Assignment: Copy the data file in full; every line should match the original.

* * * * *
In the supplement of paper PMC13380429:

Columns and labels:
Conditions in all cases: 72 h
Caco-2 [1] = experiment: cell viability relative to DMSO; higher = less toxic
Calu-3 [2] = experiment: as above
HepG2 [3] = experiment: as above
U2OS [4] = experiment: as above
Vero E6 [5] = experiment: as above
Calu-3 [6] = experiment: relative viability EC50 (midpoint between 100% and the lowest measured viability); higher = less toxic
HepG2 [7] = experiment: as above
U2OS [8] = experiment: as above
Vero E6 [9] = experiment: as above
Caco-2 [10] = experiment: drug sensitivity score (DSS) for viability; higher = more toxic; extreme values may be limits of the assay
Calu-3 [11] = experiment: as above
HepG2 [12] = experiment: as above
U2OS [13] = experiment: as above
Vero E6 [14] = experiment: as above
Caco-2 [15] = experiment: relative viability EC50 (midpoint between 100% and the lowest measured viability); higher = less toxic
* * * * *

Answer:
In the supplement of paper PMC13380429:

Columns and labels:
Conditions in all cases: 72 h
Caco-2 [1] = experiment: cell viability relative to DMSO; higher = less toxic
Calu-3 [2] = experiment: as above
HepG2 [3] = experiment: as above
U2OS [4] = experiment: as above
Vero E6 [5] = experiment: as above
Calu-3 [6] = experiment: relative viability EC50 (midpoint between 100% and the lowest measured viability); higher = less toxic
HepG2 [7] = experiment: as above
U2OS [8] = experiment: as above
Vero E6 [9] = experiment: as above
Caco-2 [10] = experiment: drug sensitivity score (DSS) for viability; higher = more toxic; extreme values may be limits of the assay
Calu-3 [11] = experiment: as above
HepG2 [12] = experiment: as above
U2OS [13] = experiment: as above
Vero E6 [14] = experiment: as above
Caco-2 [15] = experiment: relative viability EC50 (midpoint between 100% and the lowest measured viability); higher = less toxic